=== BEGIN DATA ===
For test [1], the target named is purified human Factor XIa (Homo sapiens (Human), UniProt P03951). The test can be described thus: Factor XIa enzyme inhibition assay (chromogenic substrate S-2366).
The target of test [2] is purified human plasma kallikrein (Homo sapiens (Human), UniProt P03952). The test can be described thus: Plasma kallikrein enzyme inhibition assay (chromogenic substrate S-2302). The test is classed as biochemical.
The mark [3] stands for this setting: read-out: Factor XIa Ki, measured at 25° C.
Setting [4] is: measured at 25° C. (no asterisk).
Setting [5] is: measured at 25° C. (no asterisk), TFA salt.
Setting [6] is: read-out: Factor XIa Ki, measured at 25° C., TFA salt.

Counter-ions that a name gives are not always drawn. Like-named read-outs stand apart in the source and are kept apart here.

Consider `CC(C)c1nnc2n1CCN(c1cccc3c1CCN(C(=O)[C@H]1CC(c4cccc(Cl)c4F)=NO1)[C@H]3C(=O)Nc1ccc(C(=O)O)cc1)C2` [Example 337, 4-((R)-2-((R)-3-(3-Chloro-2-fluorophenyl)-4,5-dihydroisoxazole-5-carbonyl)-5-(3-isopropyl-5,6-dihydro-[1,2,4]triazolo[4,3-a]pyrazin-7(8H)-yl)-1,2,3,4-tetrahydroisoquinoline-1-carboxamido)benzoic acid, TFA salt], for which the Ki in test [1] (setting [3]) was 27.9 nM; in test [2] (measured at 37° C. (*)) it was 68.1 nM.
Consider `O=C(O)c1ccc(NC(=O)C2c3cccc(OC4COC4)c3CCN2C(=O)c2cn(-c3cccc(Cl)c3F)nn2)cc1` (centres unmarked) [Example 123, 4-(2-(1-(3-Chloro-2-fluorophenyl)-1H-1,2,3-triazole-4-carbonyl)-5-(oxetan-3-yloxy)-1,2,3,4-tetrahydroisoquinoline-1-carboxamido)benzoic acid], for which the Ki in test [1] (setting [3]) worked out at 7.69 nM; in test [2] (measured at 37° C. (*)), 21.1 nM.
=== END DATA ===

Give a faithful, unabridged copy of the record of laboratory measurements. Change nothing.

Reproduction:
For test [1], the target named is purified human Factor XIa (Homo sapiens (Human), UniProt P03951). The test can be described thus: Factor XIa enzyme inhibition assay (chromogenic substrate S-2366).
The target of test [2] is purified human plasma kallikrein (Homo sapiens (Human), UniProt P03952). The test can be described thus: Plasma kallikrein enzyme inhibition assay (chromogenic substrate S-2302). The test is classed as biochemical.
The mark [3] stands for this setting: read-out: Factor XIa Ki, measured at 25° C.
Setting [4] is: measured at 25° C. (no asterisk).
Setting [5] is: measured at 25° C. (no asterisk), TFA salt.
Setting [6] is: read-out: Factor XIa Ki, measured at 25° C., TFA salt.

Counter-ions that a name gives are not always drawn. Like-named read-outs stand apart in the source and are kept apart here.

Consider `CC(C)c1nnc2n1CCN(c1cccc3c1CCN(C(=O)[C@H]1CC(c4cccc(Cl)c4F)=NO1)[C@H]3C(=O)Nc1ccc(C(=O)O)cc1)C2` [Example 337, 4-((R)-2-((R)-3-(3-Chloro-2-fluorophenyl)-4,5-dihydroisoxazole-5-carbonyl)-5-(3-isopropyl-5,6-dihydro-[1,2,4]triazolo[4,3-a]pyrazin-7(8H)-yl)-1,2,3,4-tetrahydroisoquinoline-1-carboxamido)benzoic acid, TFA salt], for which the Ki in test [1] (setting [3]) was 27.9 nM; in test [2] (measured at 37° C. (*)) it was 68.1 nM.
Consider `O=C(O)c1ccc(NC(=O)C2c3cccc(OC4COC4)c3CCN2C(=O)c2cn(-c3cccc(Cl)c3F)nn2)cc1` (centres unmarked) [Example 123, 4-(2-(1-(3-Chloro-2-fluorophenyl)-1H-1,2,3-triazole-4-carbonyl)-5-(oxetan-3-yloxy)-1,2,3,4-tetrahydroisoquinoline-1-carboxamido)benzoic acid], for which the Ki in test [1] (setting [3]) worked out at 7.69 nM; in test [2] (measured at 37° C. (*)), 21.1 nM.